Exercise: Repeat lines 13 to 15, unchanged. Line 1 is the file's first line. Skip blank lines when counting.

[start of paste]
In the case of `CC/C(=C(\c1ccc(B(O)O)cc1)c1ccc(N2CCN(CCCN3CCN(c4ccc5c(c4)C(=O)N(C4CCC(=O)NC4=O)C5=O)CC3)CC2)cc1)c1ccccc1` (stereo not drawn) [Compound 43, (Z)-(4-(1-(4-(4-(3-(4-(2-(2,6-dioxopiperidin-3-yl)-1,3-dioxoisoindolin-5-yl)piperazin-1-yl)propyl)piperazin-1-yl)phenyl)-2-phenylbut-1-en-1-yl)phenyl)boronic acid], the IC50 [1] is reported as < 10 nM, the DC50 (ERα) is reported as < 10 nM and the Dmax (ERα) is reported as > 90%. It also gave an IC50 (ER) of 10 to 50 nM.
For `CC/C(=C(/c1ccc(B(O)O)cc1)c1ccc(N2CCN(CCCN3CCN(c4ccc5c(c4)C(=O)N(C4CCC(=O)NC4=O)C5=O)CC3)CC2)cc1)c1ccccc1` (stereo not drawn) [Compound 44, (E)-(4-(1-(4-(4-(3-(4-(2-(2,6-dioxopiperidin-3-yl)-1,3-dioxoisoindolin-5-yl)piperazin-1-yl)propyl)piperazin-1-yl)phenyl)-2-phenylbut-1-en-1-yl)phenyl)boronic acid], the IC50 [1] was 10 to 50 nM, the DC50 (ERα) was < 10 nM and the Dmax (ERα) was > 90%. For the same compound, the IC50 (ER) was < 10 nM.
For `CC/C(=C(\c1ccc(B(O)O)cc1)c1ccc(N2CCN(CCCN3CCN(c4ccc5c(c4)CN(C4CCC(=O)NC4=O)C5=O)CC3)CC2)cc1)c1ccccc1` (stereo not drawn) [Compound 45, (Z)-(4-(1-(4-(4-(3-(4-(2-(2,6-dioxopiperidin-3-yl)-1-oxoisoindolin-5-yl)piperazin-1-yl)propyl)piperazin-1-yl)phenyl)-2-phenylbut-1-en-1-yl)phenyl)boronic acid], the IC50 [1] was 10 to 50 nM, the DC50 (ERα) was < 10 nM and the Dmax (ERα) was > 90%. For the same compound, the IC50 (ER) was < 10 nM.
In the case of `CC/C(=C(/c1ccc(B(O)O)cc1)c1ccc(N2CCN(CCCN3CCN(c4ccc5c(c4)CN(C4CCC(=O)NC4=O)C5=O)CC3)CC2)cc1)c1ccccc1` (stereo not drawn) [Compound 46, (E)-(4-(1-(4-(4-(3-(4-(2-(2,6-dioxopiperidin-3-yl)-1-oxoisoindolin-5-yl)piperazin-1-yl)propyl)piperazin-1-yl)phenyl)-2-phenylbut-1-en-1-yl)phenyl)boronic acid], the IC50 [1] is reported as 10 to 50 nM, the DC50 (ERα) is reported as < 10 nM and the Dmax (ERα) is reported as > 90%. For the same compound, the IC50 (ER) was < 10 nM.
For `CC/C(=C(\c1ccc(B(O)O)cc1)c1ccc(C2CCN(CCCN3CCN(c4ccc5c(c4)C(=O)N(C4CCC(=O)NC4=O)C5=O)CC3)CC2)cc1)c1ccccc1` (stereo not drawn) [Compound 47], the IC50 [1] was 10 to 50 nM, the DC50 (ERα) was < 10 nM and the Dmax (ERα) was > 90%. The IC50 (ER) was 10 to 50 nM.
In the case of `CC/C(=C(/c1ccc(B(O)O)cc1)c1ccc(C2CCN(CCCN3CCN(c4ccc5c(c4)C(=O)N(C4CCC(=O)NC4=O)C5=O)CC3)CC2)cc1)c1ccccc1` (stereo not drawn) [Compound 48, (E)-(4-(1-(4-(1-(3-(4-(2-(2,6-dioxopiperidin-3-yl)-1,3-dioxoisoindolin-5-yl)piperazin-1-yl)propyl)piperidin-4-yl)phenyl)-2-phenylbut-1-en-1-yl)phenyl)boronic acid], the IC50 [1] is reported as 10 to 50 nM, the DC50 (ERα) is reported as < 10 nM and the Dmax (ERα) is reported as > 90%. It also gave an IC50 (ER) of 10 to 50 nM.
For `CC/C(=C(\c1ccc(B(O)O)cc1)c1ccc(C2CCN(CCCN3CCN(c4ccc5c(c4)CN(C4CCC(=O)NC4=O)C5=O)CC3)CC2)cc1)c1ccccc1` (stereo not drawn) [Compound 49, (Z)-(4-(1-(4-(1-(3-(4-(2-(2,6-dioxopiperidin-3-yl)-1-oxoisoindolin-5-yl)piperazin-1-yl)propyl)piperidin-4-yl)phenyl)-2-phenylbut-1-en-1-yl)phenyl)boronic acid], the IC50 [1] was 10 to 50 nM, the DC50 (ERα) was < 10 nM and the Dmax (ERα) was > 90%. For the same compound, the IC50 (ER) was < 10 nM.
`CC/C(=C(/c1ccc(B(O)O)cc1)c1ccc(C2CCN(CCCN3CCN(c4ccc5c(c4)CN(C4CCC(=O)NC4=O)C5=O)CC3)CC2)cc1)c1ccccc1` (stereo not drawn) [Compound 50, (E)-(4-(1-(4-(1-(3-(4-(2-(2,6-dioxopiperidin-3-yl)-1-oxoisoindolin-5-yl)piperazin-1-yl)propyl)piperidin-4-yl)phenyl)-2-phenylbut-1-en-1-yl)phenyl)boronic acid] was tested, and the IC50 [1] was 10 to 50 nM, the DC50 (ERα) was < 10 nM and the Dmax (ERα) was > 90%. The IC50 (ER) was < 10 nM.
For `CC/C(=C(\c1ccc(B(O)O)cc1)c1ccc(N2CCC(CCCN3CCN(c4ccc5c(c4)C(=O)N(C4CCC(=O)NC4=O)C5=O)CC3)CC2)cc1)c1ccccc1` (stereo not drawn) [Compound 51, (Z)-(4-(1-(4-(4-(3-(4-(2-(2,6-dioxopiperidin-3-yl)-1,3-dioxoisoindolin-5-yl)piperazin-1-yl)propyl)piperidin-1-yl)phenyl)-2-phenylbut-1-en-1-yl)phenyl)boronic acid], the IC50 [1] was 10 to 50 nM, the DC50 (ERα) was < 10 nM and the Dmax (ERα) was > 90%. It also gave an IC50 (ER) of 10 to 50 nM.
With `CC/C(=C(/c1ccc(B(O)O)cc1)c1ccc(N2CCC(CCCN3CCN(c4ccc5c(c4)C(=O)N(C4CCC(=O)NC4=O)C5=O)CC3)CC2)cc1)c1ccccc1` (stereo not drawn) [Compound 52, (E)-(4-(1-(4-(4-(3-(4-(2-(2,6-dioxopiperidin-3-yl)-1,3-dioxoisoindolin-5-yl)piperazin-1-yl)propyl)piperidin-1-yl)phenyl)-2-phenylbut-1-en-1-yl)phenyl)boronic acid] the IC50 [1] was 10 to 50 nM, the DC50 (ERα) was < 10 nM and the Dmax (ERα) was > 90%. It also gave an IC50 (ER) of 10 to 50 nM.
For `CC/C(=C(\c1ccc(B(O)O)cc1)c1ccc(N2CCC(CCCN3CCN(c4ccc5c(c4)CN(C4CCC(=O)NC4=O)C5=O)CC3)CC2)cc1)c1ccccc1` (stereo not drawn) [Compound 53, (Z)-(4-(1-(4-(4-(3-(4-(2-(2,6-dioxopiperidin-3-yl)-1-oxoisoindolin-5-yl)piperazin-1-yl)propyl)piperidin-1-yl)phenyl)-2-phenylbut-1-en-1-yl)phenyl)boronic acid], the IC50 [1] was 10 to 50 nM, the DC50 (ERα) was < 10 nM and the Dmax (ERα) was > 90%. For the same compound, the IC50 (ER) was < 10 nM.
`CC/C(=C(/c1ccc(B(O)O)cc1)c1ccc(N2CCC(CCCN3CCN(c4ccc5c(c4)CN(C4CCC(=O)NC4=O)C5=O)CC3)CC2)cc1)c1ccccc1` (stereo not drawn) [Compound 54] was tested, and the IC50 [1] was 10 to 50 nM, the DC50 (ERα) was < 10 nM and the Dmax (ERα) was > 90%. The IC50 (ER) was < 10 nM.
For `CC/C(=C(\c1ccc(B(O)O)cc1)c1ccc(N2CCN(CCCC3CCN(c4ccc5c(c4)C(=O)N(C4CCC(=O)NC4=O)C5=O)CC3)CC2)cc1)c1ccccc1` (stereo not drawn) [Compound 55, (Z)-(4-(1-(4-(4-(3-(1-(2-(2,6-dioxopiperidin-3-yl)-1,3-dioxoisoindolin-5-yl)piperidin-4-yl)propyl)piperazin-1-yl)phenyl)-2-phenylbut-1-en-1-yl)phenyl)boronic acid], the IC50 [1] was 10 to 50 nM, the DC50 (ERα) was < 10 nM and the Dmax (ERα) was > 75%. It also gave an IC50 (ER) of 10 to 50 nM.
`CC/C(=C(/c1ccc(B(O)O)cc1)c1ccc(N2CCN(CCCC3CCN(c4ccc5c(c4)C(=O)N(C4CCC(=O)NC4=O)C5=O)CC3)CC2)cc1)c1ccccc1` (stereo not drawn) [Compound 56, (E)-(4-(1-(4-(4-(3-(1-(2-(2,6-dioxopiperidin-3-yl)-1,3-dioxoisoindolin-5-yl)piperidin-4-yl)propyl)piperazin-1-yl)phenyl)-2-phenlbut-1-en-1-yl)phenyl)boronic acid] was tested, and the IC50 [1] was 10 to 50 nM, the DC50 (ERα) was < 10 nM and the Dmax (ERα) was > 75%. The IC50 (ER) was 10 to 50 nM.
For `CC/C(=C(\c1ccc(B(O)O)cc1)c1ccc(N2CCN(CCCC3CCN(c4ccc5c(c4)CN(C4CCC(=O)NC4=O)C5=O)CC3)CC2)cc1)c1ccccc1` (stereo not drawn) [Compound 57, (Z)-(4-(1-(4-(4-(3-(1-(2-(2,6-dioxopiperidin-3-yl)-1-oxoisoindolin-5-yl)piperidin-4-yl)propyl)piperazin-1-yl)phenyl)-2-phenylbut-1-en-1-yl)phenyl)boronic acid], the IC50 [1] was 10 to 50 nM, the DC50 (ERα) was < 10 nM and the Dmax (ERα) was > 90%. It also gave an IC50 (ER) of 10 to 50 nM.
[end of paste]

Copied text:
For `CC/C(=C(\c1ccc(B(O)O)cc1)c1ccc(N2CCN(CCCC3CCN(c4ccc5c(c4)C(=O)N(C4CCC(=O)NC4=O)C5=O)CC3)CC2)cc1)c1ccccc1` (stereo not drawn) [Compound 55, (Z)-(4-(1-(4-(4-(3-(1-(2-(2,6-dioxopiperidin-3-yl)-1,3-dioxoisoindolin-5-yl)piperidin-4-yl)propyl)piperazin-1-yl)phenyl)-2-phenylbut-1-en-1-yl)phenyl)boronic acid], the IC50 [1] was 10 to 50 nM, the DC50 (ERα) was < 10 nM and the Dmax (ERα) was > 75%. It also gave an IC50 (ER) of 10 to 50 nM.
`CC/C(=C(/c1ccc(B(O)O)cc1)c1ccc(N2CCN(CCCC3CCN(c4ccc5c(c4)C(=O)N(C4CCC(=O)NC4=O)C5=O)CC3)CC2)cc1)c1ccccc1` (stereo not drawn) [Compound 56, (E)-(4-(1-(4-(4-(3-(1-(2-(2,6-dioxopiperidin-3-yl)-1,3-dioxoisoindolin-5-yl)piperidin-4-yl)propyl)piperazin-1-yl)phenyl)-2-phenlbut-1-en-1-yl)phenyl)boronic acid] was tested, and the IC50 [1] was 10 to 50 nM, the DC50 (ERα) was < 10 nM and the Dmax (ERα) was > 75%. The IC50 (ER) was 10 to 50 nM.
For `CC/C(=C(\c1ccc(B(O)O)cc1)c1ccc(N2CCN(CCCC3CCN(c4ccc5c(c4)CN(C4CCC(=O)NC4=O)C5=O)CC3)CC2)cc1)c1ccccc1` (stereo not drawn) [Compound 57, (Z)-(4-(1-(4-(4-(3-(1-(2-(2,6-dioxopiperidin-3-yl)-1-oxoisoindolin-5-yl)piperidin-4-yl)propyl)piperazin-1-yl)phenyl)-2-phenylbut-1-en-1-yl)phenyl)boronic acid], the IC50 [1] was 10 to 50 nM, the DC50 (ERα) was < 10 nM and the Dmax (ERα) was > 90%. It also gave an IC50 (ER) of 10 to 50 nM.